Never one to discard any Fragment of Experimentation--although some Ordinary Bond Paper Sized Sketches seem to have been smoothed out, after Retrieval from a Wastebasket--Sigmar Polke, or His Curators, has/have positioned Hundreds, if not Thousands, of Sigmar Polke Artworks on seemingly Endless Long White Galleries on the Second Floor.

Ten Galleries of Sigmar Polke!

Who knew MoMA had so much Space at its Disposal, considering its Rigid Intention to Tear Down the Innovative & Ingenious former Folk Art Museum, more or less built into its Own Body…

Culling of the Repetition of some Sigmar Polke Images could have offered MoMA Visitors a More Concentrated Introduction to the World of Sigmar Polke.

Perhaps it’s the Very Sterile White Length of some Galleries that gives the Impression of a Monumental Talent on Parade.

Some Long White Gallery Wall Stretches are Outfitted with Long Glass Cases containing Note books & Sketch books, some of them filled with Astounding Images.

Those with bold & colorful Rorschach Blotches are among the Most Compelling.

Some of these Shelf Like Stretches have Wooden Chairs--artfully arranged--just like those in the Atrium, so that you can sit at what seem to be Computer Stations with Keyboards to View more Sigmar Polke Images.

The Media Preview Invitation, while noting that this "constitutes one of the largest exhibitions ever organized at the Museum," also states that it consists of more than 250 Works by Sigmar Polke & occupies Four Gallery Spaces on the Second Floor.

Upon arrival, however, the Press was/were given an extensive Gallery Guide with not Four, but Ten Galleries outlined.

Inside its Multiple Pages--this Gallery Guide is also available Free to the General Public--are not only Listed, but also Explained, all of the Artworks of Sigmar Polke, ranging over a Wide Variety of Mediums, including Film & Sculpture.

The Gallery Guide Lists & Explains a Total of 253 Artworks by Sigmar Polke, but on the Long White Walls, it seems like many, many more Images by Sigmar Polke.

When you go, you really need to read the Wall Texts to put both Sigmar Polke & his Artworks In Context.

After World War II & the Resounding Defeat of Adolph Hitler’s so called Thousand Year Reich, Germans were in Massive Denial, especially of the Massive Extermination of more than Six Million Jews.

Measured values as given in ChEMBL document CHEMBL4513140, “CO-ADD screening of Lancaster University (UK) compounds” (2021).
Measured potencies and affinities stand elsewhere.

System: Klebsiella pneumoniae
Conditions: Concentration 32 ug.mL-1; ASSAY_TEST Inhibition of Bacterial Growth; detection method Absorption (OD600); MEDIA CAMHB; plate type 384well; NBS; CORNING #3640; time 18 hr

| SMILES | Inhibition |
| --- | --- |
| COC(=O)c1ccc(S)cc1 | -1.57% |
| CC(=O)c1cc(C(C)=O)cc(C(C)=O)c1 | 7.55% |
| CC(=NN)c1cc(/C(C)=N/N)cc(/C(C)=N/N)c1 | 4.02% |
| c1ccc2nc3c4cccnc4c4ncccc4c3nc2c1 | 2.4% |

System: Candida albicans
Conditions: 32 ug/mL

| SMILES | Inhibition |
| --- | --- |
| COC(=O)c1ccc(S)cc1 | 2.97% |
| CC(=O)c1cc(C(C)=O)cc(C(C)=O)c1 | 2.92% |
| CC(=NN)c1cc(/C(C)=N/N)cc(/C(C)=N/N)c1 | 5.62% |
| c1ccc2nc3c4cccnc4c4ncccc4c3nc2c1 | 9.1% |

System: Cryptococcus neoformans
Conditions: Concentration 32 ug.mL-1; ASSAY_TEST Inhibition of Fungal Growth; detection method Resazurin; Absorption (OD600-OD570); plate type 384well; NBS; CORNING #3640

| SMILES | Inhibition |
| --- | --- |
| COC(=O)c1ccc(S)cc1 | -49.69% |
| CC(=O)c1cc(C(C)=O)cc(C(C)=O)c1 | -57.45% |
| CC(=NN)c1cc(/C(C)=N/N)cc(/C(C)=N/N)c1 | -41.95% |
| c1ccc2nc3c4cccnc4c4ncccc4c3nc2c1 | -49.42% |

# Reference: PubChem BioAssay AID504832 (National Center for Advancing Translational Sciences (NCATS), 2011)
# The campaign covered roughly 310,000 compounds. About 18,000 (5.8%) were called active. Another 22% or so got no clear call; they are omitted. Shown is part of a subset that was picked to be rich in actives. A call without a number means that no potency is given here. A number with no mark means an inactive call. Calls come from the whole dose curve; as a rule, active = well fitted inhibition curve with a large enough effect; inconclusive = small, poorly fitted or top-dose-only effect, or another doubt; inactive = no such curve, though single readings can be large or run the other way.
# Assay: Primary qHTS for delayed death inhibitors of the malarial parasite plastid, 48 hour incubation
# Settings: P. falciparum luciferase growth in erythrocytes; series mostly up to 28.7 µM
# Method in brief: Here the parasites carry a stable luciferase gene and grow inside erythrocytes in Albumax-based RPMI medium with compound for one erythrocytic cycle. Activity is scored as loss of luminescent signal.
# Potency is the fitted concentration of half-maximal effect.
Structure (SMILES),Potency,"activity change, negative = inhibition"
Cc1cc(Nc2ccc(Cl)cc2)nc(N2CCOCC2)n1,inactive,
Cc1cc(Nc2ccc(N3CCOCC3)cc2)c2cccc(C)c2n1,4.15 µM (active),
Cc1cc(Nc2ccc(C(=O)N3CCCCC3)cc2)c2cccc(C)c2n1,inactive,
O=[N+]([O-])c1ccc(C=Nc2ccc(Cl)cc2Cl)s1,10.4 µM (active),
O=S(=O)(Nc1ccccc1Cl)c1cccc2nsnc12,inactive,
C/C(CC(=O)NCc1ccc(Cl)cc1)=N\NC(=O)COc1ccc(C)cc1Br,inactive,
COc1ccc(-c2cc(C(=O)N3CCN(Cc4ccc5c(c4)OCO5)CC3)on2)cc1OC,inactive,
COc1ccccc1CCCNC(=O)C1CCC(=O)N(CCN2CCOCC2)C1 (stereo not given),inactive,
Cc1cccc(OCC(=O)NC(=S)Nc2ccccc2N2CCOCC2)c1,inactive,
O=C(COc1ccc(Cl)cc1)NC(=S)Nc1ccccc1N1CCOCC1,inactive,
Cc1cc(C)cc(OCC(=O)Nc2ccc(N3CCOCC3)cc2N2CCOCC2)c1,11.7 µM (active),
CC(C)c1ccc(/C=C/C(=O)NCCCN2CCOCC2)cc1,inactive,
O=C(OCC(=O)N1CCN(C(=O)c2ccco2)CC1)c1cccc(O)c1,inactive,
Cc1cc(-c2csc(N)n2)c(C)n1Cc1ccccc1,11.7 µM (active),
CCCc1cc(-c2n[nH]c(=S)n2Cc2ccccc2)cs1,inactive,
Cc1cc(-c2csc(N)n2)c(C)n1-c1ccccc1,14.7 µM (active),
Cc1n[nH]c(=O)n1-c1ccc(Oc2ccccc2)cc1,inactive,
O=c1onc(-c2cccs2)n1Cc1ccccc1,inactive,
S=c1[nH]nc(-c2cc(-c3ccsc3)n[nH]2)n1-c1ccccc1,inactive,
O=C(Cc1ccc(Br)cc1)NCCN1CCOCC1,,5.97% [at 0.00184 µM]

Not to mention the Deaths in Dachau & elsewhere of Homosexuals, Socialists, Gypsies, & Communists.

Decisive Defeat--after such Absurdly Inflated Nazi Hopes of the Domination of Europe--was Impossible to Contemplate.

So it is that Swastikas & other Nazi Memorabilia sneak into Sigmar Polke Artworks. As well as Konzentrations Lager Imagery…

Worse yet was the Arrival of the Russians--or Soviets--with the Partition of Germany.

Sigmar Polke & his Family were expelled from German Silesea--Schlesien bleibt Deutsch! was the Rallying Cry of Former Silesians in West Germany--only to find themselves trapped in what soon became East Germany, still under Soviet Domination.

Because the Nazis had been so Naughty about Territorial Demands, Silesia--which had been German for Centuries--was turned over to Poland.

Its Handsome Capital City, Breslau, is now known as Wroclaw, if you can wrap your tongue around that Name.

The Polkes escaped to West Germany in 1953, where the Young Sigmar was to develop under the Tutelage of some of its most Innovative Modernists.

But, East or West, in the 1950s, Germans still could not deal with what had happened.

The Common Alibi was: "I didn’t see anything.!

So it is that the Sigmar Polke Show at MoMA is called ALIBIS

Oh, that Tinkertoy House in the MoMA Atrium?

It is correctly called Kartoffelhaus--or Potato House, because all its Joints are Socketed into Potatoes!

It is currently On Loan to the Neues Museum in Nürnberg, from the Vehbi Koç Foundation in Istanbul, from which it is obviously On Loan for this Exhibition--which will travel on to the Tate Modern in London, thence passing onward to the Museum Ludwig in Köln.

LYGIA CLARK: The Abandonment of Art, 1948 1988

[Closing 24 August 2014]

This is a Major Major Exhibition: Brazilian Born Lygia Clark has been given--as with Sigmar Polke--an Entire Floor at MoMA!

Clark’s Abstractions, Neo Concretisms, & Art "Abandonments" sprawl all over the Sixth Floor, recently completely occupied with the Wide Ranging Art Inventions of Isa Gensken.

The Initial Abstractions look like Quintessential Art Deco Geometric Designs, inspired by Paul Klee, Fernand Léger, Piet Mondrian, & Vladimir Tatlin.

But Clark wasn’t satisfied with Planar Geometrics, beginning to break the Lines & the Surfaces.

The Neo Concretisms are the Most Fascinating of all the Clark Works, not only because she intended them to be Interactive--you are invited to pick some of them up & see what you can make of them!--but also because they often seem like Moritz Escher Inventions, but in Three Dimensions.